I suspect that some religious people may reject the humanistic tenets of REBT. This is understandable, given Ellis’ rejection of faith which he declared is “unfounded on fact; human gullibility; lack of scientific thinking; an unquestioning and unchallenging attitude toward life; or a refusal to accept and life with reality when it happens to be inevitably grim.”

 

Nevertheless, I maintain that a spiritual or religious person can practice one’s metaphysical or theological faith while at the same time using REBT. Undoubtedly, one’s devotion to otherworldly doctrine will take precedence in this regard, though REBT can be grafted onto such principles.

 

Ultimately, I’m spreading word of REBT while no longer spreading the Word. I find that to lead a purpose-driven and meaningful life, sitting alone in a room and showing disregard for humanity wouldn’t serve me well from a spiritual, religious, or REBT perspective.

 

Perhaps you’re the very individual to which this message is intended. Are you interested in knowing how to attain a higher level of functioning and quality of life? If so, I may be able to help. Have you heard word of REBT?

 

If you’re looking for a provider who works to help you understand how thinking impacts physical, mental, emotional, and behavioral elements of your life—helping you to sharpen your critical thinking skills, I invite you to reach out today by using the contact widget on my website.

 

As a psychotherapist, I’m pleased to help people with an assortment of issues ranging from anger (hostility, rage, and aggression) to relational issues, adjustment matters, trauma experience, justice involvement, attention-deficit hyperactivity disorder, anxiety and depression, and other mood or personality-related matters.

 

At Hollings Therapy, LLC, serving all of Texas, I aim to treat clients with dignity and respect while offering a multi-lensed approach to the practice of psychotherapy and life coaching. My mission includes: Prioritizing the cognitive and emotive needs of clients, an overall reduction in client suffering, and supporting sustainable growth for the clients I serve. Rather than simply helping you to feel better, I want to help you get better!

 

 

Deric Hollings, LPC, LCSW


 

References:

 

AEI. (n.d.). About Albert Ellis, Ph.D. Albert Ellis Institute. Retrieved from https://albertellis.org/about-albert-ellis-phd/

College of Cognitive Behavioural Therapies. (2017, February 1). Ellis’ REBT – transdiagnostic humanistic and existential CBT model. Retrieved from https://www.cbttherapies.org.uk/2017/02/01/ellis-rebt-transdiagnostic-humanistic-and-existential-cbt-model/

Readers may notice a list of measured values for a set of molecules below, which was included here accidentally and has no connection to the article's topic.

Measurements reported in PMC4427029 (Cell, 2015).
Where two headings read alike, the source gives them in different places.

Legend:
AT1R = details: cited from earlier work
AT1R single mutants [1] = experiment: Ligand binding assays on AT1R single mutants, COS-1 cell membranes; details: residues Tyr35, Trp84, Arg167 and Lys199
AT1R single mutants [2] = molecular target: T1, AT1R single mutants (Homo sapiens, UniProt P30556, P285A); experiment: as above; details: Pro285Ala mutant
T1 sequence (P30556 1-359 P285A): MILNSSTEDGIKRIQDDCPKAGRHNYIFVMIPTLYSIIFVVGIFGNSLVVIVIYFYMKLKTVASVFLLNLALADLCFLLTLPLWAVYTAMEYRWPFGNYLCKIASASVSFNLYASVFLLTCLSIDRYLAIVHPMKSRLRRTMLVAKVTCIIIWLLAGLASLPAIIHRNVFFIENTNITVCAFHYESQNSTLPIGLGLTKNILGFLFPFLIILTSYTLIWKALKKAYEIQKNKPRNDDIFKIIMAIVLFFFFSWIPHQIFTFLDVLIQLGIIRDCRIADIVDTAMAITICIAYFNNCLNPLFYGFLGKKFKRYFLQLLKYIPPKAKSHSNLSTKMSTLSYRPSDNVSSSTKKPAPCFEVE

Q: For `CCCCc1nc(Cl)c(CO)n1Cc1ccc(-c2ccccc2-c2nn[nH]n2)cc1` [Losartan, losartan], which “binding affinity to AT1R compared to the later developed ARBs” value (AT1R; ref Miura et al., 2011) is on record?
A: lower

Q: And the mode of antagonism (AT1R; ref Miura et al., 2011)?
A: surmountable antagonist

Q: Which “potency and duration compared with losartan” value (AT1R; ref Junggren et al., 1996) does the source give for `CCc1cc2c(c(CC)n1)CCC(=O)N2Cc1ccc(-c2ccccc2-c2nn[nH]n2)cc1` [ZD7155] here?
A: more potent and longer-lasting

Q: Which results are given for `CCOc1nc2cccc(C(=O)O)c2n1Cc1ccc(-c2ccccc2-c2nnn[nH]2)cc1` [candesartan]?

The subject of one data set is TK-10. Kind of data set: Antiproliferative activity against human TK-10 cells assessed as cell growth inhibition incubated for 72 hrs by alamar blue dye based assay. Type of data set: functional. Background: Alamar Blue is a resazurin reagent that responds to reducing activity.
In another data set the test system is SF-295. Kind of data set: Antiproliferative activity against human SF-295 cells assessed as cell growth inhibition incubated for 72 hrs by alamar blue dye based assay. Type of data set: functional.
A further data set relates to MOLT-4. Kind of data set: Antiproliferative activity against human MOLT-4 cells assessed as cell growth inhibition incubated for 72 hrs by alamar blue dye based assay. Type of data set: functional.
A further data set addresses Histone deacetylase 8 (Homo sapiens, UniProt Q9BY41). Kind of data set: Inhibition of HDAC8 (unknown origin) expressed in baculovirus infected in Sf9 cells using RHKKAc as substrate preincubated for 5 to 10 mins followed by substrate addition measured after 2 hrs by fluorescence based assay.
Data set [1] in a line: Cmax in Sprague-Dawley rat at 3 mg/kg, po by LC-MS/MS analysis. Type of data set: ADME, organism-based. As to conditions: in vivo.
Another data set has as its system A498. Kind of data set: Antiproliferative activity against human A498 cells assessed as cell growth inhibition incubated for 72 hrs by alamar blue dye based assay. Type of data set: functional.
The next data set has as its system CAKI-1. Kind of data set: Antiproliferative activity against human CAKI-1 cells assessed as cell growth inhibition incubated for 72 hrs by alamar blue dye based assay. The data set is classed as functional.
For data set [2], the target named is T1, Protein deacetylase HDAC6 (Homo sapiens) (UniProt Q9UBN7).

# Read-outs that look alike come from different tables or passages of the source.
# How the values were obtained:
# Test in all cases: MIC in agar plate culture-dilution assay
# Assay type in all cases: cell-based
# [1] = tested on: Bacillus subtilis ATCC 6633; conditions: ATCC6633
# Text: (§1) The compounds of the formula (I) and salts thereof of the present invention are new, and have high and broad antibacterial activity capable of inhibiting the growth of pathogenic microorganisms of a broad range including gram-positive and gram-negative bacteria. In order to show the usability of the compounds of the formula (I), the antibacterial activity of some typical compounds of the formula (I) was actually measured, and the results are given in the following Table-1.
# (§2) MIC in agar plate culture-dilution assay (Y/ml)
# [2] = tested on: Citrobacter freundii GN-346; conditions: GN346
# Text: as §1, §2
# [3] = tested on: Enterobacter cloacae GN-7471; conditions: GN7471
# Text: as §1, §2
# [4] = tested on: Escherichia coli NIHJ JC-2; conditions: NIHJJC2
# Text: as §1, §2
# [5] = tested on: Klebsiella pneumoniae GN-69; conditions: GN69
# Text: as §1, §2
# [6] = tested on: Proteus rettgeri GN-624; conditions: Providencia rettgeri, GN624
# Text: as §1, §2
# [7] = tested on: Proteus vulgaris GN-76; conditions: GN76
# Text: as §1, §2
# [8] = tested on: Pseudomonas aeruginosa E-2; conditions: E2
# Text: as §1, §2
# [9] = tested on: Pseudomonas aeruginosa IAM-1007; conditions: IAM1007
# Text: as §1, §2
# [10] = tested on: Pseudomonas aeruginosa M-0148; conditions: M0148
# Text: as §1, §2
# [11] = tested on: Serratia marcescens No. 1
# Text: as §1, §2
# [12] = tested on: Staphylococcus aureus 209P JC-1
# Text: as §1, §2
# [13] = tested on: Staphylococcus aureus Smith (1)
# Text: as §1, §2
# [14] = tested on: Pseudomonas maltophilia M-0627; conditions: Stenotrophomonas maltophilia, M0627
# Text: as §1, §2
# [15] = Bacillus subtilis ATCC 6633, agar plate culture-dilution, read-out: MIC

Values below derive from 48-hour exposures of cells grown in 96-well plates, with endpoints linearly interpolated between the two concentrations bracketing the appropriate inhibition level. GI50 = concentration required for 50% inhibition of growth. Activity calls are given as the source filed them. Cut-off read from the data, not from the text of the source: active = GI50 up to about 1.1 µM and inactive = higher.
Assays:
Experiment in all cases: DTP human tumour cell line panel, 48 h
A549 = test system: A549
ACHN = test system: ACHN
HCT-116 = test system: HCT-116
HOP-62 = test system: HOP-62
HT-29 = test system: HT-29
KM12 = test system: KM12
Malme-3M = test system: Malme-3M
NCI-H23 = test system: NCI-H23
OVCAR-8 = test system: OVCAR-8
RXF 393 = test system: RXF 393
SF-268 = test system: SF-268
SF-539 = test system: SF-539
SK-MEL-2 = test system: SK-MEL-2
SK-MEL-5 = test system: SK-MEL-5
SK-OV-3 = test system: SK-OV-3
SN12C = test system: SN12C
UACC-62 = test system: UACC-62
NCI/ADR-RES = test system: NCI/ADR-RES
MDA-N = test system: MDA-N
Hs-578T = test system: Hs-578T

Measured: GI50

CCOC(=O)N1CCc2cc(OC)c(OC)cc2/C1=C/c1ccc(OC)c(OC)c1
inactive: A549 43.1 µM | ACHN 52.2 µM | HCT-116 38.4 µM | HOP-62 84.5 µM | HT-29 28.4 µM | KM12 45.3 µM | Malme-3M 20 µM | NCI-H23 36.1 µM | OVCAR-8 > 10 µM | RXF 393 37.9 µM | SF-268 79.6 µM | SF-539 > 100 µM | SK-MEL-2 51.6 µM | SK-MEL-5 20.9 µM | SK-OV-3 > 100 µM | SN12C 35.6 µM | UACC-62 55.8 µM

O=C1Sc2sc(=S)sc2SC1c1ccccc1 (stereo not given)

Halasz, G. (2004, December). In conversation with Dr Albert Ellis. Australian Psychiatry. Retrieved from https://www.researchgate.net/publication/227984238_In_Conversation_with_Dr_Albert_Ellis

Hollings, D. (2022, March 15). Disclaimer. Hollings Therapy, LLC. Retrieved from https://www.hollingstherapy.com/post/disclaimer

Hollings, D. (2023, September 8). Fair use. Hollings Therapy, LLC. Retrieved from https://www.hollingstherapy.com/post/fair-use

Hollings, D. (2023, October 12). Get better. Hollings Therapy, LLC. Retrieved from https://www.hollingstherapy.com/post/get-better

Hollings, D. (n.d.). Hollings Therapy, LLC [Official website]. Hollings Therapy, LLC. Retrieved from https://www.hollingstherapy.com/

Hollings, D. (2022, November 4). Human fallibility. Hollings Therapy, LLC. Retrieved from https://www.hollingstherapy.com/post/human-fallibility

Hollings, D. (2024, April 25). Life after. Hollings Therapy, LLC. Retrieved from https://www.hollingstherapy.com/post/life-after

Hollings, D. (2023, September 19). Life coaching. Hollings Therapy, LLC. Retrieved from https://www.hollingstherapy.com/post/life-coaching

Hollings, D. (2022, June 23). Meaningful purpose. Hollings Therapy, LLC. Retrieved from https://www.hollingstherapy.com/post/meaningful-purpose

Hollings, D. (2023, October 2). Morals and ethics. Hollings Therapy, LLC. Retrieved from https://www.hollingstherapy.com/post/morals-and-ethics

Hollings, D. (2023, April 24). On truth. Hollings Therapy, LLC. Retrieved from https://www.hollingstherapy.com/post/on-truth

Hollings, D. (2023, September 22). Parable of the sower. Hollings Therapy, LLC. Retrieved from https://www.hollingstherapy.com/post/parable-of-the-sower

Hollings, D. (2023, September 15). Psychotherapeutic modalities. Hollings Therapy, LLC. Retrieved from https://www.hollingstherapy.com/post/psychotherapeutic-modalities

Hollings, D. (2022, March 24). Rational emotive behavior therapy (REBT). Hollings Therapy, LLC. Retrieved from https://www.hollingstherapy.com/post/rational-emotive-behavior-therapy-rebt

Hollings, D. (2024, January 4). Rigid vs. rigorous. Hollings Therapy, LLC. Retrieved from https://www.hollingstherapy.com/post/rigid-vs-rigorous

Hollings, D. (2023, March 11). Unconditional life-acceptance. Hollings Therapy, LLC. Retrieved from https://www.hollingstherapy.com/post/unconditional-life-acceptance

Hollings, D. (2023, February 25). Unconditional other-acceptance. Hollings Therapy, LLC. Retrieved from https://www.hollingstherapy.com/post/unconditional-other-acceptance

Hollings, D. (2023, March 1). Unconditional self-acceptance. Hollings Therapy, LLC. Retrieved from https://www.hollingstherapy.com/post/unconditional-self-acceptance

Honeycutt, K. (2024, April 25). A tall-backed brown armchair from an overhead vantage point [Image]. Playground. Retrieved from https://playground.com/post/a-tall-backed-brown-armchair-from-an-overhead-vantage-point-clvfhv369015rs601vlm5sufy